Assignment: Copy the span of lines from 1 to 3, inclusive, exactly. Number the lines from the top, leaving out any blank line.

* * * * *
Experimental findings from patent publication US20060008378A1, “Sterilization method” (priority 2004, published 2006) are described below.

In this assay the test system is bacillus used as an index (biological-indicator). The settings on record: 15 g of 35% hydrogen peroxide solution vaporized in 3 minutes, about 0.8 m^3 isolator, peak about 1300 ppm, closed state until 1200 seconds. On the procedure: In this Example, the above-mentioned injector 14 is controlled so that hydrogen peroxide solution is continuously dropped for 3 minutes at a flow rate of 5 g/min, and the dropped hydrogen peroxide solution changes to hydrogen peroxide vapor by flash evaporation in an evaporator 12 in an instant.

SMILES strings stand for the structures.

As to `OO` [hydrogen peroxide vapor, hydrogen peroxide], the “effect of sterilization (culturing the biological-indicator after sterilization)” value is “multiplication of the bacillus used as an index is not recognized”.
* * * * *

Experimental findings from patent publication US20060008378A1, “Sterilization method” (priority 2004, published 2006) are described below.

In this assay the test system is bacillus used as an index (biological-indicator). The settings on record: 15 g of 35% hydrogen peroxide solution vaporized in 3 minutes, about 0.8 m^3 isolator, peak about 1300 ppm, closed state until 1200 seconds. On the procedure: In this Example, the above-mentioned injector 14 is controlled so that hydrogen peroxide solution is continuously dropped for 3 minutes at a flow rate of 5 g/min, and the dropped hydrogen peroxide solution changes to hydrogen peroxide vapor by flash evaporation in an evaporator 12 in an instant.

SMILES strings stand for the structures.